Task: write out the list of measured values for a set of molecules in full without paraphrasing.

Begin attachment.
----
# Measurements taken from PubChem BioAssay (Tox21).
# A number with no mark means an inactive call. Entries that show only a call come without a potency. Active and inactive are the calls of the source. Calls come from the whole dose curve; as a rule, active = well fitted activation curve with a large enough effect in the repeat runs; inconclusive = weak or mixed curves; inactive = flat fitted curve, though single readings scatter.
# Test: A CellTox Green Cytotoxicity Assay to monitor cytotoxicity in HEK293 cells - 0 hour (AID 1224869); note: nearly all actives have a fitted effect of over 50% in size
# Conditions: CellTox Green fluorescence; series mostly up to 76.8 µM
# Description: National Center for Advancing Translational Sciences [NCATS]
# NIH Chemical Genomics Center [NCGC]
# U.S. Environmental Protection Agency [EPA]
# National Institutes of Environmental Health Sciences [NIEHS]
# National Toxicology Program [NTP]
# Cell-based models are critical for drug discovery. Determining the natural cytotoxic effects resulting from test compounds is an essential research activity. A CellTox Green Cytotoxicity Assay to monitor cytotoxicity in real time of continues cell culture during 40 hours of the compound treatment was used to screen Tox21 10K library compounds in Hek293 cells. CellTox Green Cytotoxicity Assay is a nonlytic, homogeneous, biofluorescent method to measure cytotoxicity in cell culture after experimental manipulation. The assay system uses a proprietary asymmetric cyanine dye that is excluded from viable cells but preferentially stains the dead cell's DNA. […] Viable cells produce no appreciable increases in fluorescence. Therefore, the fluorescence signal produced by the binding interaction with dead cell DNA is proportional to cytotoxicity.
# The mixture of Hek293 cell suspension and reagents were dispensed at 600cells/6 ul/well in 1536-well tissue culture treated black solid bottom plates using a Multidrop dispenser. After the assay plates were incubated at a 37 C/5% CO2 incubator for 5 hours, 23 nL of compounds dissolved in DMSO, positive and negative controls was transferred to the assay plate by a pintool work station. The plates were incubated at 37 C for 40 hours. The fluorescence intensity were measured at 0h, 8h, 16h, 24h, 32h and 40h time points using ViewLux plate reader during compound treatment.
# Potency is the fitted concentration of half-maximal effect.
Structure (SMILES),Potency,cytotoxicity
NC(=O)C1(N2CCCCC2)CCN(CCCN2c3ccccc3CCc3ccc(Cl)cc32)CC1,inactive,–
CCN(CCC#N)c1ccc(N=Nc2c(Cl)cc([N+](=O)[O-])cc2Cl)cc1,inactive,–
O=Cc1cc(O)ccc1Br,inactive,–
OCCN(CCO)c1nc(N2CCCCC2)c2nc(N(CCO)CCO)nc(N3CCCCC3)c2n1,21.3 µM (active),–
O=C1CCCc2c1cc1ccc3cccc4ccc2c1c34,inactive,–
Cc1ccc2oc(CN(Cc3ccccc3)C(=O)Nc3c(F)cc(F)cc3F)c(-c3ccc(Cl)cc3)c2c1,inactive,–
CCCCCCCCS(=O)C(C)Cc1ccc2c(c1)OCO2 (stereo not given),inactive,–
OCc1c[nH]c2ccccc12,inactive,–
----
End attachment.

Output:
# Measurements taken from PubChem BioAssay (Tox21).
# A number with no mark means an inactive call. Entries that show only a call come without a potency. Active and inactive are the calls of the source. Calls come from the whole dose curve; as a rule, active = well fitted activation curve with a large enough effect in the repeat runs; inconclusive = weak or mixed curves; inactive = flat fitted curve, though single readings scatter.
# Test: A CellTox Green Cytotoxicity Assay to monitor cytotoxicity in HEK293 cells - 0 hour (AID 1224869); note: nearly all actives have a fitted effect of over 50% in size
# Conditions: CellTox Green fluorescence; series mostly up to 76.8 µM
# Description: National Center for Advancing Translational Sciences [NCATS]
# NIH Chemical Genomics Center [NCGC]
# U.S. Environmental Protection Agency [EPA]
# National Institutes of Environmental Health Sciences [NIEHS]
# National Toxicology Program [NTP]
# Cell-based models are critical for drug discovery. Determining the natural cytotoxic effects resulting from test compounds is an essential research activity. A CellTox Green Cytotoxicity Assay to monitor cytotoxicity in real time of continues cell culture during 40 hours of the compound treatment was used to screen Tox21 10K library compounds in Hek293 cells. CellTox Green Cytotoxicity Assay is a nonlytic, homogeneous, biofluorescent method to measure cytotoxicity in cell culture after experimental manipulation. The assay system uses a proprietary asymmetric cyanine dye that is excluded from viable cells but preferentially stains the dead cell's DNA. […] Viable cells produce no appreciable increases in fluorescence. Therefore, the fluorescence signal produced by the binding interaction with dead cell DNA is proportional to cytotoxicity.
# The mixture of Hek293 cell suspension and reagents were dispensed at 600cells/6 ul/well in 1536-well tissue culture treated black solid bottom plates using a Multidrop dispenser. After the assay plates were incubated at a 37 C/5% CO2 incubator for 5 hours, 23 nL of compounds dissolved in DMSO, positive and negative controls was transferred to the assay plate by a pintool work station. The plates were incubated at 37 C for 40 hours. The fluorescence intensity were measured at 0h, 8h, 16h, 24h, 32h and 40h time points using ViewLux plate reader during compound treatment.
# Potency is the fitted concentration of half-maximal effect.
Structure (SMILES),Potency,cytotoxicity
NC(=O)C1(N2CCCCC2)CCN(CCCN2c3ccccc3CCc3ccc(Cl)cc32)CC1,inactive,–
CCN(CCC#N)c1ccc(N=Nc2c(Cl)cc([N+](=O)[O-])cc2Cl)cc1,inactive,–
O=Cc1cc(O)ccc1Br,inactive,–
OCCN(CCO)c1nc(N2CCCCC2)c2nc(N(CCO)CCO)nc(N3CCCCC3)c2n1,21.3 µM (active),–
O=C1CCCc2c1cc1ccc3cccc4ccc2c1c34,inactive,–
Cc1ccc2oc(CN(Cc3ccccc3)C(=O)Nc3c(F)cc(F)cc3F)c(-c3ccc(Cl)cc3)c2c1,inactive,–
CCCCCCCCS(=O)C(C)Cc1ccc2c(c1)OCO2 (stereo not given),inactive,–
OCc1c[nH]c2ccccc12,inactive,–